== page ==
in the organization will it becomereal.Assumptions rarely exist in a vacuum, and they lead to more assumptions that can devastate acampaign, a strategy, or a company.
Here’s a simple, true example of how one bad assumption leads to a myriad more. Let’s say thatan organization is attending a trade show with the assumption that the best way to succeed is to
attract as many people as possible into the booth and get their contact information.
 Based on this master assumption –
we must attract as many people as possible
-- the organizationmakes all of these secondary assumptions:
 The CEO Challenge for March 2010 – page 3 of 6Do you have comments, questions or feedback
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The booth needs to be huge and highly visible.2.
We need sensory devices, contests, premiums and actors.3.
We’d better be a show sponsor so our name is on the program, the walls and the bigbanners.4.
We’ll need plenty of power, labor and technology in our booth so we can electronicallyswipe contact information and download the data in order to follow-up with everyone.5.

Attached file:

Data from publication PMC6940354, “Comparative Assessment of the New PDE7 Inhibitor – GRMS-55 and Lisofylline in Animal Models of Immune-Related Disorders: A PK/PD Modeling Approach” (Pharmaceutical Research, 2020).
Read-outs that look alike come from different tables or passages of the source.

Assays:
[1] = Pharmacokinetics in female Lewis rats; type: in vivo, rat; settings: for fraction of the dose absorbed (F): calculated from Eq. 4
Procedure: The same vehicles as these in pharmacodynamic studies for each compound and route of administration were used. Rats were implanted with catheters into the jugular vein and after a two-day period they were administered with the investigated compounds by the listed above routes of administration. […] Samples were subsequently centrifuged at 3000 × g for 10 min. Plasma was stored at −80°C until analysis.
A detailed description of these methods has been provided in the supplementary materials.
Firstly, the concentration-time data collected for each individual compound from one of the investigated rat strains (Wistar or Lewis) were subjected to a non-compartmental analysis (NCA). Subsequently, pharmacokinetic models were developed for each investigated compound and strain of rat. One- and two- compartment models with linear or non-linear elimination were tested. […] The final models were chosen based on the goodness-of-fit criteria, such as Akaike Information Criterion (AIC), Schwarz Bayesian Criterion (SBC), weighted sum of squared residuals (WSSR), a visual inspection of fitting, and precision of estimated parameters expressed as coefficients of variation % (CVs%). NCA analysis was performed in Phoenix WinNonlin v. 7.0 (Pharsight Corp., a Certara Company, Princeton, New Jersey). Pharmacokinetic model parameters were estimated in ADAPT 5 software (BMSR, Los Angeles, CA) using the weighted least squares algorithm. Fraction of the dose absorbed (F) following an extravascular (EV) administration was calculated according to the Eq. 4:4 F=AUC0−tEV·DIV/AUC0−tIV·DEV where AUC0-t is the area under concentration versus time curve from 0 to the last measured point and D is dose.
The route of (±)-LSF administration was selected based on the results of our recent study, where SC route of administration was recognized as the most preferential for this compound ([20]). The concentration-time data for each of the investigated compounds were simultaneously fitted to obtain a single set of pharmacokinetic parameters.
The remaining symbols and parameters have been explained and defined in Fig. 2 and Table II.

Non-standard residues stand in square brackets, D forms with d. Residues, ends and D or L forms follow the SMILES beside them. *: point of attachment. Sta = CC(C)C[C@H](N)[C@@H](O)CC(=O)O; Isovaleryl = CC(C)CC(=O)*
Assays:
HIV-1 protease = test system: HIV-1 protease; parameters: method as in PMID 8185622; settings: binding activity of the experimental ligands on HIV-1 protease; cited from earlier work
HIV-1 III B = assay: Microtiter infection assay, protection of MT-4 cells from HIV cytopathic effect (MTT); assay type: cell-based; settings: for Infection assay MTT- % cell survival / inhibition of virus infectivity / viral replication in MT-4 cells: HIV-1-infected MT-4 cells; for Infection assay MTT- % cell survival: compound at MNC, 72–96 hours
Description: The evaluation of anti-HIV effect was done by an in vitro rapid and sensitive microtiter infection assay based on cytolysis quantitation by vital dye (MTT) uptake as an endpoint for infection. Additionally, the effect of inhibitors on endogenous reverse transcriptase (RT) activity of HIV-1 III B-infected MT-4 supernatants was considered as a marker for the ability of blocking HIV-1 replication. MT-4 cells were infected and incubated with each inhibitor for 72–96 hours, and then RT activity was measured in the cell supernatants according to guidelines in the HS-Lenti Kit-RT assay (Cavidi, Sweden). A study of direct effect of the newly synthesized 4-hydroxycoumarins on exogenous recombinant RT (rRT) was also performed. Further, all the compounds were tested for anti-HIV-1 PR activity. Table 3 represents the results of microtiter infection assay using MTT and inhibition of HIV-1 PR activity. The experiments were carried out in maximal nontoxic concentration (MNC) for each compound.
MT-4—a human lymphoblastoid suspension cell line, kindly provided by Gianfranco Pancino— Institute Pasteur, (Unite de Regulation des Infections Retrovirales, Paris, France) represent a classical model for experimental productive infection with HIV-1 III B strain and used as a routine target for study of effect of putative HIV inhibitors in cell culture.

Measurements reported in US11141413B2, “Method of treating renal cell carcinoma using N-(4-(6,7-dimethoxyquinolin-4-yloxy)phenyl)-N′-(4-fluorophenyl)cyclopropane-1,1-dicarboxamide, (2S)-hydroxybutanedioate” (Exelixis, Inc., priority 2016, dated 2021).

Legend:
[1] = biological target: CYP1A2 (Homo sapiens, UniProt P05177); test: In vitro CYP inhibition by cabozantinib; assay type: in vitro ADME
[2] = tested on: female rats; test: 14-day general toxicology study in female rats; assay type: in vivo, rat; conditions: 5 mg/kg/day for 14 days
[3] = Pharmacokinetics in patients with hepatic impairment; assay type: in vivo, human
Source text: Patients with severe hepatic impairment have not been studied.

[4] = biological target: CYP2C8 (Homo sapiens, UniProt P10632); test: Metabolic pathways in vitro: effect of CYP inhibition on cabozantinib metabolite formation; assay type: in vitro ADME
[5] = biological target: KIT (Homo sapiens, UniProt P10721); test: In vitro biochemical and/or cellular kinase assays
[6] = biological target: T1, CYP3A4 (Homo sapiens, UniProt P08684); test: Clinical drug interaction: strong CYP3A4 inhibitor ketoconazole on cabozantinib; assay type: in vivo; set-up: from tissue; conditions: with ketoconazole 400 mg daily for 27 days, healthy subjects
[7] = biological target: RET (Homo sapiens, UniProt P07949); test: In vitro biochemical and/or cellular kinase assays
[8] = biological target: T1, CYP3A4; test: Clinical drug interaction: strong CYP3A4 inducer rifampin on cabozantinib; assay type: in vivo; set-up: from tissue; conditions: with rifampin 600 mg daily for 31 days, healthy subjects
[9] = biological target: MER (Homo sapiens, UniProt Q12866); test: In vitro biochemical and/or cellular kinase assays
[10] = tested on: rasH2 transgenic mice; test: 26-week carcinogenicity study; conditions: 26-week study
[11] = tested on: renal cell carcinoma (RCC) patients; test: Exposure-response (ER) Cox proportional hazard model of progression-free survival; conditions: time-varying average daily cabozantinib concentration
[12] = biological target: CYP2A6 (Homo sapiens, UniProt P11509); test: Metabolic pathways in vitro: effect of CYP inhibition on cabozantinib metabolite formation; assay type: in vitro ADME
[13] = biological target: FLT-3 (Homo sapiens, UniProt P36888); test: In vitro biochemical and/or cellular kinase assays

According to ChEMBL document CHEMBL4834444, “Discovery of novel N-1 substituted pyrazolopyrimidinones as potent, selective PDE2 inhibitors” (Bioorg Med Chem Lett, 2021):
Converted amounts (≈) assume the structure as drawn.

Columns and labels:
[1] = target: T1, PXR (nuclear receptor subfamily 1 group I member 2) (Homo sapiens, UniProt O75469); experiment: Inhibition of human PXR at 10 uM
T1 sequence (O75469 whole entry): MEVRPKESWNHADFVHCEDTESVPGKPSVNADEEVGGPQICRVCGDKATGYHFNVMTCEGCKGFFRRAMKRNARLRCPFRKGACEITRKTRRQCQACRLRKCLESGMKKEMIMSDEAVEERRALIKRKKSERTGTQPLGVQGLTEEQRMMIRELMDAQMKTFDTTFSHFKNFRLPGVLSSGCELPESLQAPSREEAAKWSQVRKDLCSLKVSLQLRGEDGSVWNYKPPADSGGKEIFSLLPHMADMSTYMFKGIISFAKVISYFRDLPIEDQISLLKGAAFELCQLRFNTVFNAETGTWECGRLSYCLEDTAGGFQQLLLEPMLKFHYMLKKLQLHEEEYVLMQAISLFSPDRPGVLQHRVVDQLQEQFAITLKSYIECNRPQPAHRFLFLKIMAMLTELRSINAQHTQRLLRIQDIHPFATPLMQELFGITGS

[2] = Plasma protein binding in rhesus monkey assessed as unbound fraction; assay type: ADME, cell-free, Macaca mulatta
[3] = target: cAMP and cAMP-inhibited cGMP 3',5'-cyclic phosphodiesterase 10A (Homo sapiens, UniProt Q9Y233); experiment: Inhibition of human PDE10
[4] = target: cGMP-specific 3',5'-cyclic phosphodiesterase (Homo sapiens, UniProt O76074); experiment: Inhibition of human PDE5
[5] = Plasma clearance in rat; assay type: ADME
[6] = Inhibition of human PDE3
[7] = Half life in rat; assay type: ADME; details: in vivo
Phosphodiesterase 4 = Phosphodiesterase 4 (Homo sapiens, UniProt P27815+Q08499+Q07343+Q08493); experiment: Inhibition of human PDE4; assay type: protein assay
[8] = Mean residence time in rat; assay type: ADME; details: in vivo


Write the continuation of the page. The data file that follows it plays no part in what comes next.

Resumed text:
We need a new booth because it can’t look the same as last year.6.
We need to increase our tradeshow budget to X.7.
With this huge budget, the sales team must close $X million in new business from thiseffort.This show will now require a significant effort from multiple departments – sales, marketing,finance, operations, and the executive team who banks on lofty results to propel the businesstoward its quarterly and annual goals.
What if one person in the organization had been encouraged to challenge the initial master assumption? That person might have brought up these arguments:1.